If you’re faithful to the odds, then most of this anxiety is misplaced. Clinton may have slipped in the polls by virtue of an email scandal and her return to the partisan trenches more generally. But she's still more popular and better known than all of the Republicans she might face in the general, her name evokes economic prosperity, rather than global financial calamity, the economy is growing right now, and Democrats enjoy structural advantages in presidential elections, generally.
If nobody serious challenges Hillary Clinton, nobody can be her understudy. In the near term that isn’t a problem, but if doubts about her inevitability develop late in the year or early next, the placid silence in the Democratic field will grow eerie.
We're still a long way from the 2016 election. Clinton may be the best we have, or she may just be the best one running. But looking at the other guys, I can't help but think we're still going to win.
The Inner Drive Extensible Architecture (IDEA) is now on NuGet.org. This means anyone, anywhere can download it and install it into their own .NET project.
I'll publish the Inner Drive Azure Tools at some point after I figure out a cool acronym.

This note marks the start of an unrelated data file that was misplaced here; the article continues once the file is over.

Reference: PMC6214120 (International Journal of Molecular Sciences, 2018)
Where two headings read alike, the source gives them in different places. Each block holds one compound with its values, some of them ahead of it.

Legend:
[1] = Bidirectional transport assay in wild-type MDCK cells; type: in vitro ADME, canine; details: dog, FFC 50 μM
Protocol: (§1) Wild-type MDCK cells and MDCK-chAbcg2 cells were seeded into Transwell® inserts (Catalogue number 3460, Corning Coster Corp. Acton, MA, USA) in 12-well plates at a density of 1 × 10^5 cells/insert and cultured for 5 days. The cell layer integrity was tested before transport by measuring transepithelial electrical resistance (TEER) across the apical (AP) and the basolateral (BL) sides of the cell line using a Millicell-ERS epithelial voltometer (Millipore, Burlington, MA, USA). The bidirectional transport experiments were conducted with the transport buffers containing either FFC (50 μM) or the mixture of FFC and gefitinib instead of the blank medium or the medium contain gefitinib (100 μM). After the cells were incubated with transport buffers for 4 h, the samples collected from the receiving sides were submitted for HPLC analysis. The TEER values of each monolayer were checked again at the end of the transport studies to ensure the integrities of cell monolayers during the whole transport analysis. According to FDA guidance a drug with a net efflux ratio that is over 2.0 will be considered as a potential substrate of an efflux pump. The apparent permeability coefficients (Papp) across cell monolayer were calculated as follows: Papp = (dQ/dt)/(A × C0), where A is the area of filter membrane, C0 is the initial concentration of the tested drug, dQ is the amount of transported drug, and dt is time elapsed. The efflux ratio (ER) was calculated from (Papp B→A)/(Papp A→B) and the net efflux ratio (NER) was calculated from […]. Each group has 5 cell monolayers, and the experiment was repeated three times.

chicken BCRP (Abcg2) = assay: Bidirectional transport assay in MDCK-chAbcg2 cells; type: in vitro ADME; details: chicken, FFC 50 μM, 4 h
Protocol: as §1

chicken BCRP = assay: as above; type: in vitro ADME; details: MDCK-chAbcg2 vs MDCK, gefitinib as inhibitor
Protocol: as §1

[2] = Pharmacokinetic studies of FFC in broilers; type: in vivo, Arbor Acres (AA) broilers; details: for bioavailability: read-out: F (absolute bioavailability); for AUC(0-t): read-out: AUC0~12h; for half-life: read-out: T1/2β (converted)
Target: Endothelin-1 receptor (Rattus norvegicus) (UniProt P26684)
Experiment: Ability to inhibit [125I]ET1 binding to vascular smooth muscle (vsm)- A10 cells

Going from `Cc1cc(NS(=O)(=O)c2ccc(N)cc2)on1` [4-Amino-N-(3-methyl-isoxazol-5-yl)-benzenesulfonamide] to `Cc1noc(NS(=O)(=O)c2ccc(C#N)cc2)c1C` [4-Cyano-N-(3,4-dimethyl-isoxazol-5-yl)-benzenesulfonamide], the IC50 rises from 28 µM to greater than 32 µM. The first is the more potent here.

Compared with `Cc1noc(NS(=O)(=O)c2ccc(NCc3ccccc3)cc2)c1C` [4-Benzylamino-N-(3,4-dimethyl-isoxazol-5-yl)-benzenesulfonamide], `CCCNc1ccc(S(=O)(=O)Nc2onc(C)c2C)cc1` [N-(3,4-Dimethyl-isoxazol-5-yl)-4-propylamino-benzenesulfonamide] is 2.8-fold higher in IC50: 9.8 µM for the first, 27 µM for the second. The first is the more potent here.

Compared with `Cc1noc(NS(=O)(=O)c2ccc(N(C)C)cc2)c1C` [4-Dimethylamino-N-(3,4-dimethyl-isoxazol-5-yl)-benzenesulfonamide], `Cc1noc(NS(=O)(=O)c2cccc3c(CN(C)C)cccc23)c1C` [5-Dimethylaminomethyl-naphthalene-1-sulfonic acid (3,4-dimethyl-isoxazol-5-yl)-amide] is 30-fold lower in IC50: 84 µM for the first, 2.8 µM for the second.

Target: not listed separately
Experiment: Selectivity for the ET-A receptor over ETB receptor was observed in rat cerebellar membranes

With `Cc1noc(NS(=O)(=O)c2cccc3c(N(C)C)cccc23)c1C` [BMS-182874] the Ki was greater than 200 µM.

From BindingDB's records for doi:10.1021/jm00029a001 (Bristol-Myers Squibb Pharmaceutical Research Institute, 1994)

This was actually forced on me by a new requirement to share the code with overseas partners. They would be unable to use the software I wrote for work if I hadn't done this.
Sometime Tuesday or Wednesday I hit 2 million steps since October 23rd.
Unfortunately, a combination of weather and talkative sales people on Wednesday prevented me from getting my 10,000 steps that day. Otherwise I've hit that goal 64 times this year, averaging 11,750 steps per day since January 1st—going up to 13,400 steps per day in the last 30.
I've also lost 3.7 kg this year, stabilizing right around my target weight three weeks ago.
I realize this is old news, but I'm really jazzed how some simple changes in my life have made such a crucial difference. A fitness tracker costs around $100; most come with some kind of social gaming software (Fitbit lets you challenge your friends), which can give you even more incentive to get off the El a stop early or get up from your desk every half-hour.